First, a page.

- Band members are 'Andy Ward (III)' (qv) (1971-1982), 'Colin Bass' (qv) (1979-), 'David Paton (I)' (qv) (1982-1983), 'Dave Stewart (VI)' (qv) (1997-1999), Denis Clement (2000-), 'Duncan Mackay' (qv) (1979-1981), 'Guy Leblanc' (qv) (2000-2002), Kit Watkins (1979-1983), 'Mae McKenna' (qv) (1991-1996), Mickey Simmonds (1992-1996), Richard Sinclair (1997-1978), 'Ton Scherpenzeel' (qv) (1984-), 'Foss Patterson' (qv), 'Andrew Latimer (I)' (qv) and 'Peter Bardens' (qv). Other musicians who have worked with the band are 'Anthony Phillips (III)' (qv) (song "End Peace"), 'David Bedford (I)' (qv) (orchestral), John Xepoleas (drummer in songs "Dust and Dreams" and "Harbour of Tears"), 'Phil Collins (I)' (qv) (percussion in album "I Can See Your House From Here") and 'Tom Brislin' (qv) (keyboard in 2003 Farewell Tour in USA).
By the time Camel released their 1979 album, I Can See Your House From Here, rock & roll had been changed by the emergence of punk rock, which resulted in less press coverage for progressive rock, as well as decreased record sales. Camel suffered from this shift in popular taste – I Can See Your House from Here received less attention than any of the band's releases since their debut. Latimer returned to writing concept albums with 1981's Nude. In 1982, drummer Andy Ward was forced to leave the band after suffering a severe hand injury. Camel's 1982 album, The Single Factor, was a slicker, more accessible affair than previous Camel records, but it failed to chart. Stationary Traveller (1984) was another concept album.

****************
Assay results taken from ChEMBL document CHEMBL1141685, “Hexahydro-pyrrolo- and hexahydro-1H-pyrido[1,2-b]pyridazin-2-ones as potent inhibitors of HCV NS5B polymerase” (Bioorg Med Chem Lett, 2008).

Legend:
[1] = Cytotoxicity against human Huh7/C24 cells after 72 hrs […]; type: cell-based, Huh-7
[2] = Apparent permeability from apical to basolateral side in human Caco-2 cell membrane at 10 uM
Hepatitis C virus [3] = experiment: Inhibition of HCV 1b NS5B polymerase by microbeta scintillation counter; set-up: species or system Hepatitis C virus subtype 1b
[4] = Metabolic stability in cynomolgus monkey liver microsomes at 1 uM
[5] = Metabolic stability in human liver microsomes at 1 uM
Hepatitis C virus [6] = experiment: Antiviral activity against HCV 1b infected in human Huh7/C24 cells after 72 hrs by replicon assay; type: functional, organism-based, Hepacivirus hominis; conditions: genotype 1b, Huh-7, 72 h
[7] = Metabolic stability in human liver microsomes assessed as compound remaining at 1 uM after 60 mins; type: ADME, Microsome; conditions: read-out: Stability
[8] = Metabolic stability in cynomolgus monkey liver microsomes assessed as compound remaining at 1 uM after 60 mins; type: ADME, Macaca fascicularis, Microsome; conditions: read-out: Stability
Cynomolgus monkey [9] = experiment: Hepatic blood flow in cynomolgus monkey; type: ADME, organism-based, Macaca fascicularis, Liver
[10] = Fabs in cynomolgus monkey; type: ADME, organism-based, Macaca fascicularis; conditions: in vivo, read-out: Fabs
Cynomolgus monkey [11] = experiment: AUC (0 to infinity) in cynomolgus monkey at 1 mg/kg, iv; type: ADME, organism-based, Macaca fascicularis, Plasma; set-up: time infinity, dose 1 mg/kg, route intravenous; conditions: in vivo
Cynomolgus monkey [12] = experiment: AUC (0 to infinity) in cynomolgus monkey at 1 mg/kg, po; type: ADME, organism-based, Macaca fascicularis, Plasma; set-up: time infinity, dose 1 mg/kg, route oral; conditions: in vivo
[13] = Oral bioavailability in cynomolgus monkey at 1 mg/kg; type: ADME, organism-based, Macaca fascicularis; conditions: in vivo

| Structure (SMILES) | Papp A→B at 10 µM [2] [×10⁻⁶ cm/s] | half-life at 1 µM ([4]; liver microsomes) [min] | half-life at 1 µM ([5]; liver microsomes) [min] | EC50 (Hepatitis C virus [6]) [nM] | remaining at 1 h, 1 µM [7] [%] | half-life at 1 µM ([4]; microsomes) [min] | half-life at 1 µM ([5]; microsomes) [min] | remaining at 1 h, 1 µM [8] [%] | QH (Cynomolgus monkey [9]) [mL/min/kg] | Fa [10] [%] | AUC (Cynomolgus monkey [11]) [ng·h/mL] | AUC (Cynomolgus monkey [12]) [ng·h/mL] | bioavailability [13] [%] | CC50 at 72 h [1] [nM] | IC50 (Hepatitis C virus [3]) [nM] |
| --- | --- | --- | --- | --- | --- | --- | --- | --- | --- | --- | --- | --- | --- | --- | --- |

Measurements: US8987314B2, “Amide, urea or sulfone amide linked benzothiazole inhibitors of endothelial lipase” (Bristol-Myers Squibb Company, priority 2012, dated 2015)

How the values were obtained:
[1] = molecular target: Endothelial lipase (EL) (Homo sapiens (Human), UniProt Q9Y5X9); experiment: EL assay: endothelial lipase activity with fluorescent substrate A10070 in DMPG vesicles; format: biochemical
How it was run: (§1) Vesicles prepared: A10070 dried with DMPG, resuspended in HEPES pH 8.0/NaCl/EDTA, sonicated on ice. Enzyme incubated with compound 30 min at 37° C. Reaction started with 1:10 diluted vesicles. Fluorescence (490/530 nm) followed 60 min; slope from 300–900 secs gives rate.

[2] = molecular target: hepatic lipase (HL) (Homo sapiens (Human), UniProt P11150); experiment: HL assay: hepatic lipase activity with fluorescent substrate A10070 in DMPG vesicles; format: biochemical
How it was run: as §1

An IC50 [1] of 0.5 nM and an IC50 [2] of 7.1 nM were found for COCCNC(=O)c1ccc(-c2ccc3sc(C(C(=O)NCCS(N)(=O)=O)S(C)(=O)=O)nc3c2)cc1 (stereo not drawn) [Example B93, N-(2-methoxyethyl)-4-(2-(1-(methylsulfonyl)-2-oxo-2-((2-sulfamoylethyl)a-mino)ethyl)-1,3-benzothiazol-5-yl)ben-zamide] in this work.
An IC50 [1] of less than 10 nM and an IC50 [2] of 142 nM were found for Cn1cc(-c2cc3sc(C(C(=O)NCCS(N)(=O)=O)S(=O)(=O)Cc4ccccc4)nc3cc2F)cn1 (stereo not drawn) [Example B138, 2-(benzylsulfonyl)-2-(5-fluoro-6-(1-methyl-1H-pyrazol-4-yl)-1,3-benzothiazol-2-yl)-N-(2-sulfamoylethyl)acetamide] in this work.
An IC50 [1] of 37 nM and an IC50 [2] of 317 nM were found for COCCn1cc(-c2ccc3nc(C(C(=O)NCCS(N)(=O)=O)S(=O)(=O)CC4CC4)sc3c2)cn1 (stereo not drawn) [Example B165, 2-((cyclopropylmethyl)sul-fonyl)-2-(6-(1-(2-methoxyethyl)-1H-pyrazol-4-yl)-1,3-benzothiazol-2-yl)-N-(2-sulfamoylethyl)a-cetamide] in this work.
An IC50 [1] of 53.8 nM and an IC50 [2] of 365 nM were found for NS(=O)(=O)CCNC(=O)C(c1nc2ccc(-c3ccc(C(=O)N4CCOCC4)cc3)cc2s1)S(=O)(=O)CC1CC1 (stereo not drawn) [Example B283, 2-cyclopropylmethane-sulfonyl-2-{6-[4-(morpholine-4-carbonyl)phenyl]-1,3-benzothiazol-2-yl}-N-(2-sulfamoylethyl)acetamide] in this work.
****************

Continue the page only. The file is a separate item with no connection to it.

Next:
Second best CAMEL to listen in the daytimeAs I wrote before, I like prog rock so much that I listen to these music in the daytime andnight time, morning througfh mid-night. But, how many prog rock albums do you have thatyou can listen in the daytime ? "I Can See Your House From Here" of CA... ()
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